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French Government Denies Cover-Up of Birth Defects Study Related to Sanofi (SNY) Epilepsy Drug

8/11/2016 7:18:55 AM

French Government Denies Cover-Up of Birth Defects Study Related to Sanofi Epilepsy Drug August 11, 2016
By Mark Terry, Breaking News Staff

A French weekly satirical newspaper, Le Canard Enchaine, is claiming that France’s health ministry is covering up a study showing that a Sanofi (SNY) drug for epilepsy, Depakine, causes fetal malformations. The French agency denies that it was covering it up, or delaying the publication of the study. Sanofi, for its part, indicated it wasn’t aware of the study’s data and could not comment.

Sanofi did, however, say that the company was aware of the risk of fetal malformations as far back as the 1980s, and that those risks were well documented in the drug’s accompanying literature. Also, around 2003, Sanofi found that the drug, which contains sodium valproate (Valproic acid), had an impact on fetal neurological development and could lead to autism or learning problems. That information was provided to the health authorities, who updated the documentation in 2006. In France, drug documentation requires approval by health authorities.

The study in question on Depakine, was performed by France’s national drug agency, ANSM, and health insurance agency, CNAMTS. The study was initiated about a year ago.

Between 2007 and 2014, 10,000 pregnant French women took the drug, even though the risks were known. Le Canard Enchaine accused the French health ministry of delaying the study’s publication, which the French government agency has denied. The first part of the study is being presented on August 24 to the APESAC, a French organization that helps parents of children with fetal anti-convulsant syndrome. The full study and a response plan is expected in September.
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Earlier this week, Marine Martin, president of APESAC, called this a “health scandal” and that the French government was responsible, in a television interview with Europe 1. “This figure doesn’t surprise me at all. The number of potential victims is huge. I’ve been saying it for years: the health agency has been covering for the laboratory by continuing to grant authorization of this product on the market. So there is complicity between different successive governments. So the responsibility of the state and the laboratory is huge in this health scandal.”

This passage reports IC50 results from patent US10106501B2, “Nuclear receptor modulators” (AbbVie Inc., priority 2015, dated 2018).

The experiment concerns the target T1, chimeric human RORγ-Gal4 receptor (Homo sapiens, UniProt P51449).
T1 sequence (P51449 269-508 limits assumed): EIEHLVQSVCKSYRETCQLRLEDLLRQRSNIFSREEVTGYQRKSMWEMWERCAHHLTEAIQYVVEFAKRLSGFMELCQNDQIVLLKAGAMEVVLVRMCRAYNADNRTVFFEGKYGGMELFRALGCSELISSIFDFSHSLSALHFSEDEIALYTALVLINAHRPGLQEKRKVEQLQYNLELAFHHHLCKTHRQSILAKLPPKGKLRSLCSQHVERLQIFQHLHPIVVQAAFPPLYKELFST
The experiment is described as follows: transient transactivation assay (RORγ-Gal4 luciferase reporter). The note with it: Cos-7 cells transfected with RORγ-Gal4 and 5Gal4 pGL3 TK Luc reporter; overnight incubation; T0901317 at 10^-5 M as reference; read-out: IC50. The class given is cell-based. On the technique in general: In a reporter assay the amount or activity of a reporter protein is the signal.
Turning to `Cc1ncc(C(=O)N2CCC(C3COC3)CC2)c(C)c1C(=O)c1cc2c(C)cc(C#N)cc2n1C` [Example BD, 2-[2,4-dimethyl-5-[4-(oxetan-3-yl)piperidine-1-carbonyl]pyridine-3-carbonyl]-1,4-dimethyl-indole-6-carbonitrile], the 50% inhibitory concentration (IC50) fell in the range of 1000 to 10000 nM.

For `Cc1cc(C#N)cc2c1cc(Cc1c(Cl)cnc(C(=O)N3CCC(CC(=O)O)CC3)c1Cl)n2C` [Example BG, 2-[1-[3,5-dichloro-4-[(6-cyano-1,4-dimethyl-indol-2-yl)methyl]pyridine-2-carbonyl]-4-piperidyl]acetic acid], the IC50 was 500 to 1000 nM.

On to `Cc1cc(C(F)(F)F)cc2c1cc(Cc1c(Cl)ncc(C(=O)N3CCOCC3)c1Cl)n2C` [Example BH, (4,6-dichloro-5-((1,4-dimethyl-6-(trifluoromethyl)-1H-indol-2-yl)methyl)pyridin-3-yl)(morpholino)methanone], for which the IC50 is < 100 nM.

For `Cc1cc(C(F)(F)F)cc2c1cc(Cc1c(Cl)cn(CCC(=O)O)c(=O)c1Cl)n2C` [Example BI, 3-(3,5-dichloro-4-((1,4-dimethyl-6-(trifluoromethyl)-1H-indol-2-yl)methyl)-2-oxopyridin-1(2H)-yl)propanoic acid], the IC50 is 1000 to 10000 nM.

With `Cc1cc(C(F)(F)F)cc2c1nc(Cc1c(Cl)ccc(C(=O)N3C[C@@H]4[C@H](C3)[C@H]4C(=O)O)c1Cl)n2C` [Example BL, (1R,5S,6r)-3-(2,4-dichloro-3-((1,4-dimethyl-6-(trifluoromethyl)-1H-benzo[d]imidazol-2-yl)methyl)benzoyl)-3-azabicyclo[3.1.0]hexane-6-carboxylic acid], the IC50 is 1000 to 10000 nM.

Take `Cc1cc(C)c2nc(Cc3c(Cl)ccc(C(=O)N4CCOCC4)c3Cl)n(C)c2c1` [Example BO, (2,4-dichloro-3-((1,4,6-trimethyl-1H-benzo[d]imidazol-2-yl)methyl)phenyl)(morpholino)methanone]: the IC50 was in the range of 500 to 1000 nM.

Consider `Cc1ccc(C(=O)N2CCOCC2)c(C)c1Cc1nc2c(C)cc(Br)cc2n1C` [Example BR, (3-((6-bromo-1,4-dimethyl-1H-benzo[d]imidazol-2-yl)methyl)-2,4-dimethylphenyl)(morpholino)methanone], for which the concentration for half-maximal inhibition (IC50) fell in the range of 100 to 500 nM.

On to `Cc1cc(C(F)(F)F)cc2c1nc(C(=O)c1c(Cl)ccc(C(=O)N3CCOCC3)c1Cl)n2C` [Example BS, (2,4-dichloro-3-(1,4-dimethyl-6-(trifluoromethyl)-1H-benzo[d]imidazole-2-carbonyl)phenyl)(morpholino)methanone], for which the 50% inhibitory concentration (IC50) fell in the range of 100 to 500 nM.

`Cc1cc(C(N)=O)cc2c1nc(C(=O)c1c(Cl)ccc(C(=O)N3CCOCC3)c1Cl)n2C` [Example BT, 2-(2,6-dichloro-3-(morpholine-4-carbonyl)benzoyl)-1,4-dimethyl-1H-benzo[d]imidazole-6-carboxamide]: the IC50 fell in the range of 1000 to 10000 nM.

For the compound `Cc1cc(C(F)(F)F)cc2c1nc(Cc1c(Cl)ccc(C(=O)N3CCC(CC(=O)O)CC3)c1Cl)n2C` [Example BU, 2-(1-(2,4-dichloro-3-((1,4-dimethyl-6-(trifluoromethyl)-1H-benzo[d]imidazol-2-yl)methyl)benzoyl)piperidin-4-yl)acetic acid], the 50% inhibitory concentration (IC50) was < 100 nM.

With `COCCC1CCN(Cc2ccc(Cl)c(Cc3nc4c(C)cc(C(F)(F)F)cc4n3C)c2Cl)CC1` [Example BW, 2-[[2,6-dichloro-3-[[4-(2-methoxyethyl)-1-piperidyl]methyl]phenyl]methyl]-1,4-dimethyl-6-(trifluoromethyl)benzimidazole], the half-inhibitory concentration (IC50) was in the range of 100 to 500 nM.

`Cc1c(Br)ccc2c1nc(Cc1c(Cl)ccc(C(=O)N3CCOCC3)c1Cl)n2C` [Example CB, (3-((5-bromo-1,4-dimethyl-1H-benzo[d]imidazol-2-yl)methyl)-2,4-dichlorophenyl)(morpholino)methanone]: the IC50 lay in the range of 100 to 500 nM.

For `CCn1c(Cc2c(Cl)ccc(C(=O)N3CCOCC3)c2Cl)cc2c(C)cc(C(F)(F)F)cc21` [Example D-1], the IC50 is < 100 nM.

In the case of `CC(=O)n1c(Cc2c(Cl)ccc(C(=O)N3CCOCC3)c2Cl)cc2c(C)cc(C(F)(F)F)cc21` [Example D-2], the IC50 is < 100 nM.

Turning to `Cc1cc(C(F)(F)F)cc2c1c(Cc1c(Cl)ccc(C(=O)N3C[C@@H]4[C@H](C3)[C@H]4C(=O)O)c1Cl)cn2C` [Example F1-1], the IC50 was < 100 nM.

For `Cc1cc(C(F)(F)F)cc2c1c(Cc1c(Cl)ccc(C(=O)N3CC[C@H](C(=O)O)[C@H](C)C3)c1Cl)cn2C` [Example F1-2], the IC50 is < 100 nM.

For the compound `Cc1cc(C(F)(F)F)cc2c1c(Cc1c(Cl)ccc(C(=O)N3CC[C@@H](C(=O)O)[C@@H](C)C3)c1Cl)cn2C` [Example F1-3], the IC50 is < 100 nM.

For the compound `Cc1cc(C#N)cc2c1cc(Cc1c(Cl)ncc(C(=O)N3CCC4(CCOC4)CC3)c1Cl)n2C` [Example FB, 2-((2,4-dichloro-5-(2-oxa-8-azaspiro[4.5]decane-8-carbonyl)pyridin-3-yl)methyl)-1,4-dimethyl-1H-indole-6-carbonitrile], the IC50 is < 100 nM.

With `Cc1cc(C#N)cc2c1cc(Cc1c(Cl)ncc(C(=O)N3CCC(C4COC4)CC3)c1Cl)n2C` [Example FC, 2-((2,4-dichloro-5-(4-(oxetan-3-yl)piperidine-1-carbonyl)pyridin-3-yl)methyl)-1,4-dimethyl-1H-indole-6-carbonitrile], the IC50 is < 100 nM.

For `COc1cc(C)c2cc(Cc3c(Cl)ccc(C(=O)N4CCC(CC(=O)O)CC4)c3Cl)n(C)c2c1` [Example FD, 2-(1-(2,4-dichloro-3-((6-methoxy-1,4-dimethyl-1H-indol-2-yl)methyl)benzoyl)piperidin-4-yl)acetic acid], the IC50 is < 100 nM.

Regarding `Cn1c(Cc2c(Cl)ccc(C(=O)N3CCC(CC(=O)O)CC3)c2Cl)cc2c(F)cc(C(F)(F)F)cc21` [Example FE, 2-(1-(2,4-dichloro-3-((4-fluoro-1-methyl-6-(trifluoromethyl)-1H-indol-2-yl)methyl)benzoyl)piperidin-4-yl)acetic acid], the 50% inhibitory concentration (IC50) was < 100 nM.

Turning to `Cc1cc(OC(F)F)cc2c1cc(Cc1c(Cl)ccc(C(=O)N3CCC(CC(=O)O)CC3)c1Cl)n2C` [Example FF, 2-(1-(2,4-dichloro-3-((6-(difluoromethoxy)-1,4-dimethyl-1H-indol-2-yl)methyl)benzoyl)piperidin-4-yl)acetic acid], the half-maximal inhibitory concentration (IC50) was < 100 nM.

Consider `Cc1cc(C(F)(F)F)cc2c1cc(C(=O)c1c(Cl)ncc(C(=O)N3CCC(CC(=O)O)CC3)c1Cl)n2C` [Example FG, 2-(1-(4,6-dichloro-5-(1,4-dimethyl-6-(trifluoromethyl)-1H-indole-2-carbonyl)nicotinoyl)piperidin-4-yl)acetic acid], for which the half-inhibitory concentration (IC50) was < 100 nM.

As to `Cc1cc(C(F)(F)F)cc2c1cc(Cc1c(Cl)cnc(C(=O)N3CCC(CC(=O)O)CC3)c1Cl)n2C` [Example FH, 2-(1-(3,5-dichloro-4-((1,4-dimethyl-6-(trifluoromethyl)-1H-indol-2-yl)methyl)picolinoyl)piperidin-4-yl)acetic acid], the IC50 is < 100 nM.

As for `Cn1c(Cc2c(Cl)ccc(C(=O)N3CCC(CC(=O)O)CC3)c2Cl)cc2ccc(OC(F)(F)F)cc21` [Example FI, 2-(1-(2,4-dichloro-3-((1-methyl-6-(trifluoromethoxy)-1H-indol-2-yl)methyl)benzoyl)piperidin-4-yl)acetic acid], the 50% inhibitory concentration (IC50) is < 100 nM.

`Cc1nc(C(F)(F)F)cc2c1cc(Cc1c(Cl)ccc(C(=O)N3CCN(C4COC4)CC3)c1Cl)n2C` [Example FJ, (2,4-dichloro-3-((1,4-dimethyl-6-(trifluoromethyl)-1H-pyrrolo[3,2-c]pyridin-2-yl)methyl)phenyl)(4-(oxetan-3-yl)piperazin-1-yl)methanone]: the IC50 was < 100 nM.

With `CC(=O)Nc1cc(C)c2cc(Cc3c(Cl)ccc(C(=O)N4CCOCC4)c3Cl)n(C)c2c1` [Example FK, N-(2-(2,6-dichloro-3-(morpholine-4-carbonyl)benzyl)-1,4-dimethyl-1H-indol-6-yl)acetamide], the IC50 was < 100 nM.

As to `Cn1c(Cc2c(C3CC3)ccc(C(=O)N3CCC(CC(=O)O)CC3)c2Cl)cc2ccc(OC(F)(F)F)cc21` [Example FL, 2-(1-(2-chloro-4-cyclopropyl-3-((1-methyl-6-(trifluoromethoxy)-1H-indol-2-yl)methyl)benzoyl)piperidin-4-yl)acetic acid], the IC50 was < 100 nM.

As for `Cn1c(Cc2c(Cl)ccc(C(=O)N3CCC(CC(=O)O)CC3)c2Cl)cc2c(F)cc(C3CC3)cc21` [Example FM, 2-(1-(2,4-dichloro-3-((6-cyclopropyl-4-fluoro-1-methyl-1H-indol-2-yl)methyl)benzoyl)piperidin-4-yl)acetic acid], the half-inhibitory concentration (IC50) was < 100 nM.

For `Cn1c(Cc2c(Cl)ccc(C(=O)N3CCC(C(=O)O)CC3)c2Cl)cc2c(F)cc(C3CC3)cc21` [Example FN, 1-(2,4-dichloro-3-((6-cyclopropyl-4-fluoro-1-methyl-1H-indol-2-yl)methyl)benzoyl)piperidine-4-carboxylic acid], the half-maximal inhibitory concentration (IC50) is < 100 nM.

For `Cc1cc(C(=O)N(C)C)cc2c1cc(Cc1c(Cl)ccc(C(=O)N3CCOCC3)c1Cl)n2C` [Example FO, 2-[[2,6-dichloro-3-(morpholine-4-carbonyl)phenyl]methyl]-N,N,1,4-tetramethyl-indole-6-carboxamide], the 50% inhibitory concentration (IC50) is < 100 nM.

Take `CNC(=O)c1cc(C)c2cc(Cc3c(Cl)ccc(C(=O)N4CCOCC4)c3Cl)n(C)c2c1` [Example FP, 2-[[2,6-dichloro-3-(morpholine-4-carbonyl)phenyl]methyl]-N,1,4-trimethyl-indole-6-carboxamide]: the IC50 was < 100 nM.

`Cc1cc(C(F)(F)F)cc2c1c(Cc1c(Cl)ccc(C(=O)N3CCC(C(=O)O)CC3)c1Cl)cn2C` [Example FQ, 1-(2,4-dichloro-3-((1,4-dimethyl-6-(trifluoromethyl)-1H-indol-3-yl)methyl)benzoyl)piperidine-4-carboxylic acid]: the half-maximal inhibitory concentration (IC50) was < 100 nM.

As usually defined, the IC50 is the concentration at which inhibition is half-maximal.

In February, the French social affairs inspection agency, IGAS, accused the French health authorities and Sanofi of being slow to respond to the risks associated with the drug. IGAS estimates that from 2006 to 2014, between 425 and 450 babies were born with congenital birth defects or were stillborn as the result of exposure to Depakine.

Depakine has been on the market since 1967. It is used to treat epileptic seizures and bipolar disorder. The malformations identified are typically cleft palate and spina bifida. About 40 percent of children whose mothers took the drug during pregnancy developed neuro-developmental problems like autism. Approximately 11 percent have physical malformations like spina bifida, or heart and kidney issues.

The drug’s equivalent in the UK is called Epilim, and an article in The Telegraph News reports that a British victims’ group indicated that the drug was “very likely” prescribed to a similar number of UK women in the period of 2007 to 2014. In the case of Epilim in the UK, related warning labels were only initiated in July, although the UK government estimates that 175 infants are born annually with birth defects connected to the drug. It has been for sale in the UK since 1973.

The French government has estimated that potentially 7,000 children have been hurt by the drug since it was released.

Valproic acid is marketed in the U.S. and Canada as Epival by Abbott Laboratories (ABT).

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